Netflix at long last opened the doors to Keyhouse this Friday, with its adaptation of the Locke & Key comic books. Will you be sticking around Matheson for the 10-episode season?
Developed for the small screen by Carlton Cuse (Lost, Bates Motel), Meredith Averill (The Haunting of Hill House) and Aron Eli Coleite (Heroes), Locke & Key stars Darby Stanchfield (Scandal) as Nina Locke, a widow who in the wake of husband Rendell’s tragic murder, by high school student Sam Lesser, moves herself and her three kids — Tyler (American Crime‘s Connor Jessup), Kinsey (Utopia‘s Emilia Jones) and Bode (It‘s Jackson Robert Scott) — across the country from Seattle to the Locke family’s ancestral home in Matheson, Massachusetts.
The series opens with a scene in which a fortysomething Asian man receives a phone call, alerting him to the aforementioned Rendell Locke’s death. Telling the female caller he knows what he must do, the man rounds up some papers and photos inside his home — including a map of Keyhouse — before retrieving from a safe a key which he plunges into his chest, setting himself and soon the whole place on fire.
Three months later, we pick up with the Locke clan enduring Body’s “Serious Question” car game as they make their way to a wintry Matheson, where at the local ice cream shoppe they are promptly recognized as that family (by scooper Scot, who seems to strike a spark with sullen Kinsey). Arriving at the grand Keyhouse, the quartet are met by Rendell’s brother Duncan, who gives a quick tour of the sprawling if dusty ground floor, before admitting to Nina he has been very negligent with upkeep, seeing as the manse memorializes a not so good childhood.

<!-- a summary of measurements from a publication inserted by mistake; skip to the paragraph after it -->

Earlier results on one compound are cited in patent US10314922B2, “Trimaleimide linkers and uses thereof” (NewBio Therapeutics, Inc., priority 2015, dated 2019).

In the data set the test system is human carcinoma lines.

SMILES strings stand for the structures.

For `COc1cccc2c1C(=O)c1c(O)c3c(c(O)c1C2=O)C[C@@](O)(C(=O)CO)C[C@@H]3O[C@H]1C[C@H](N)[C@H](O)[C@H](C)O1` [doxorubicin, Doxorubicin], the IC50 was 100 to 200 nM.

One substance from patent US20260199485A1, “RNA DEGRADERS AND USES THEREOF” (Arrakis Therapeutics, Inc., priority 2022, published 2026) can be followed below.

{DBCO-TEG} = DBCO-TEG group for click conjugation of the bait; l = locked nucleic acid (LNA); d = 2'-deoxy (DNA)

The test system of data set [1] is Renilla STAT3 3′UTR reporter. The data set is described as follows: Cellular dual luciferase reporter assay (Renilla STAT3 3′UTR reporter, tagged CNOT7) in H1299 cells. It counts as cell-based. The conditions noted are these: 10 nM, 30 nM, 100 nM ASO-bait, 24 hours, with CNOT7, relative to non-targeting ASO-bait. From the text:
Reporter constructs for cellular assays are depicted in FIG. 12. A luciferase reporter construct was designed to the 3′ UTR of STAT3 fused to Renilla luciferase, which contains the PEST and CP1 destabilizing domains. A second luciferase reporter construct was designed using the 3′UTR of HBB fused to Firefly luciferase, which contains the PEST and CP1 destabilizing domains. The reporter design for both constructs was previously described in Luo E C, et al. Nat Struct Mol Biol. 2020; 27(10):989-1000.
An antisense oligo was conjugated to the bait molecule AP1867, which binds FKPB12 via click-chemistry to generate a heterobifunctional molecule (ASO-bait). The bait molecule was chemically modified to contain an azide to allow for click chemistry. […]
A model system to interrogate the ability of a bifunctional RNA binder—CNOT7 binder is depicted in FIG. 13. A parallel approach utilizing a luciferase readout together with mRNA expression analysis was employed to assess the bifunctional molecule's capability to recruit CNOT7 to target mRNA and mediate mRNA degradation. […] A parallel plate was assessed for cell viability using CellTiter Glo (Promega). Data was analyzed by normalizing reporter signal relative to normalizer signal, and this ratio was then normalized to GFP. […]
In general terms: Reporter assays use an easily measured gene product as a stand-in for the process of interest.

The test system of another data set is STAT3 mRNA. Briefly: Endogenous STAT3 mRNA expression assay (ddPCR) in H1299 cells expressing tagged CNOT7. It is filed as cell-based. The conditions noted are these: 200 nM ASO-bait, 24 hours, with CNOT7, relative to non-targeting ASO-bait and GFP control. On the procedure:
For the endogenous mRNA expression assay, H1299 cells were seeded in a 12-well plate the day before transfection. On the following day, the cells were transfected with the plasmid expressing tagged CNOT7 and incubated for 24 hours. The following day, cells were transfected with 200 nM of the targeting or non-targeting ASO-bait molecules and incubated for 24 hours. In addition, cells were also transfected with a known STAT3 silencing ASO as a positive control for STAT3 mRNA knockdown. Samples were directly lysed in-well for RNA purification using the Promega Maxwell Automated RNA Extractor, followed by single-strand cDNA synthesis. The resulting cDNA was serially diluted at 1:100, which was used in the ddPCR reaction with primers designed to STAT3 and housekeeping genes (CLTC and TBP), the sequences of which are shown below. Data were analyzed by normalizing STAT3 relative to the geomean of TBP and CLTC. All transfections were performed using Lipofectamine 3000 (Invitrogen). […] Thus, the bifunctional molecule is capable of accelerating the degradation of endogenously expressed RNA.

While Tyler and Kinsey explore a nearby cliff on the property (texting a selfie to their late dad’s phone, for posterity sake), Bode discovers a wellhouse. Squeezing past its locked gate, the lad snaps a pic of the bottomless well, but loses the spat-out Polaroid to the ink-black chasm. Yet moments later, the Polaroid materializes on the well ledge! Bode hollers down into the hole, and is eventually answered by his “echo,” a female voice who advises him to be on the lookout for magical keys hidden throughout his new home. Sure ’nuff, Bode soon after is cued by “whispers” to bust up Kinsey’s prized bracelet — a gift from Dad she vowed to protect — and extract from it the Anywhere Key, which allows the user to walk through a door to any another door they have seen before. Kinsey is skeptical of Bode’s claim, even when he waves around the ice cream he just procured from her “closet.”
At the teens’ new high school, Tyler is befriended by some fellow hockey bros who insist that his tragic baggage will get him laid easily (though at a house party that night, Tyler is too haunted by visions of Sam, who taunts him about coming home too late to save his dad, to go all the way with eager Eden). Kinsey, meanwhile, lunches under the stairs with a “fauxloney” sandwich until she is found by Scot, who invites her to hang with “The Savini Squad” (his small band of horror film aficionados). Kinsey’s night, like Tyler’s, goes sideways when Scot’s opinion about “final girls” in horror films, rubs her the wrong way, seeing as she hid with Bode during Sam Lesser’s storming of their Seattle home.
Back home, Bode juts his arm into the kitchen sink disposal (never a good idea, kids!) to fish out a second key. This one fits inside a lock that presents itself on any mirror, allowing the person to step inside some sort of realm. Bode’s “echo” had suggested it would let him see his dead dad again, but when Bode rushes to report back that his mom has been trapped inside the mirror, the well lady reveals that she was playing a nasty game of semantics, before sashaying off with the Anywhere Key. Darting back to the house, Bode loops in his siblings, who tie a rope around Tyler’s waist as he ventures inside the mirror himself to find and pull out their mother. Yet moments after the harrowing experience, Nina seems oblivious to what transpired.
In the final moments of the premiere, we visit the prison where Rendell’s killer, Sam, is locked up. He has a visitor, and it’s the “well lady.”
“Hi, Sam,” she coos to the prisoner. “I told you I’d come see you….”